The Dragon Behind the Glass by Emily Voigt
Journalist Emily Voigt’s first book is a thrilling deep dive into the strange and dangerous world of the Asian arowana or ‘dragon fish’. Inspired by a meeting with a pet detective tracking an illegal alligator sale in the Bronx, Voigt sets out to learn more about the world’s most expensive aquarium fish and make sense of the cult that surrounds it. Renowned as a symbol of prestige, power and luck, from Malaysia to Wall Street, the arowana is the kind of fish people will even kill for. As Voigt writes, it’s also ‘one of the most dramatic examples of a modern paradox’ – bred by the hundreds of thousands in captivity, yet almost extinct in its wild habitats.
Voigt’s efforts see her traversing 15 different countries over the course of years. She clambers into infested swamps at night, boats along the Içá – or Putumayo – river, and toys with the possibility of becoming a fish smuggler for the glory of discovering a new species. She findsher growing obsession with arowana bewildering given her own ambivalence towards the creature. At one point in the book she asks herself: ‘How much was I willing to risk to risk to go after a fish I didn’t even think was good-looking?’
The Dragon Behind the Glass is a smart and witty adventure tale, filled with fascinating information and characters, such as Heiko Bleher, the ‘Indiana Jones of the tropical fish industry’, the woman who attempted to smuggle an arowana and other fish into Australia under her skirt, and the herpetologist who wrote a guide to ‘the dangerously venomous snakes of Myanmar’ – only to die of snakebite in Myanmar himself.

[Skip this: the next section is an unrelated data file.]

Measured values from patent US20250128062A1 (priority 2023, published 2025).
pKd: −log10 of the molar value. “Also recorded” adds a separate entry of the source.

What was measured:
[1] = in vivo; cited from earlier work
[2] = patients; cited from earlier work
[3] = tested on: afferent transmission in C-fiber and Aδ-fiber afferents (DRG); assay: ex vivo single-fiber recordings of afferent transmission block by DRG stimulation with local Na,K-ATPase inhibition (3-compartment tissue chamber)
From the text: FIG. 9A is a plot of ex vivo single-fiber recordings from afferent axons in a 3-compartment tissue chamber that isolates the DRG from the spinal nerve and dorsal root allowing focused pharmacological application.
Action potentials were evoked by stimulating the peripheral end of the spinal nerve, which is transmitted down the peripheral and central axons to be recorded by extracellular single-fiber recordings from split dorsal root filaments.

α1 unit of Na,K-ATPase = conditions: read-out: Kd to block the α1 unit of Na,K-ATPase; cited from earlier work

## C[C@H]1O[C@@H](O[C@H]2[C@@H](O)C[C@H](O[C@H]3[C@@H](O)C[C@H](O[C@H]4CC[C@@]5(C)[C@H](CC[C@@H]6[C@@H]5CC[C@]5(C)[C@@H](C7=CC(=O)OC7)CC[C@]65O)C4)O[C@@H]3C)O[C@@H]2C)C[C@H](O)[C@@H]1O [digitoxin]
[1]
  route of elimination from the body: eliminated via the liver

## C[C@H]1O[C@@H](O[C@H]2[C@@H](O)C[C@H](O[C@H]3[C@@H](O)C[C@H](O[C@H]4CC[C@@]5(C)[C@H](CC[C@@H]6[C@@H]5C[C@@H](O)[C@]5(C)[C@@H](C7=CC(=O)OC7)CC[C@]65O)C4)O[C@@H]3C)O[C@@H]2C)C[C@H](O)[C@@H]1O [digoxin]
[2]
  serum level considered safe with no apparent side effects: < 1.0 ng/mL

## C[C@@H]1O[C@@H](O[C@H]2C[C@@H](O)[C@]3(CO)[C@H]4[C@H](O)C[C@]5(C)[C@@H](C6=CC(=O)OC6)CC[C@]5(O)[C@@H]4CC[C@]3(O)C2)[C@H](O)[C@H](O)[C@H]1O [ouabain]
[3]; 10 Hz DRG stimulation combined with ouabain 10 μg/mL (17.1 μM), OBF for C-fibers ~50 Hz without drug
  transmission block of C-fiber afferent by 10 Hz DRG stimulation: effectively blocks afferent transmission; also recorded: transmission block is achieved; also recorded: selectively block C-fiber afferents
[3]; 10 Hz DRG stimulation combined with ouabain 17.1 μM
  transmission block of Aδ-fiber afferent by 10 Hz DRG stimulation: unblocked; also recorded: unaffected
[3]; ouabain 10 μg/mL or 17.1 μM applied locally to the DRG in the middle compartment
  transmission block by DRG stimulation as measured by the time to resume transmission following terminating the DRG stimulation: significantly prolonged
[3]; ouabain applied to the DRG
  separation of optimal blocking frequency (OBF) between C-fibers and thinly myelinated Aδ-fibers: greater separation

At the centre of Voigt’s book lies our very human desire to ‘own’ a piece of wildness. As Voigt writes, ‘Fish have long been our last wild food and, together with reptiles and amphibians, our last wild pets.’ She writes about the impact of domestication on fish and does not spare herself her critique of the destruction this desire can cause. Reading this book, one cannot help hoping that the words of one Borneo tribal headman are true: ‘Arowana is just like a ghost – he can disappear. The arowana is not extinct but hiding.’
Bronte Coates is the digital content coordinator. She is also the prize manager of the Readings Prize for New Australian Fiction.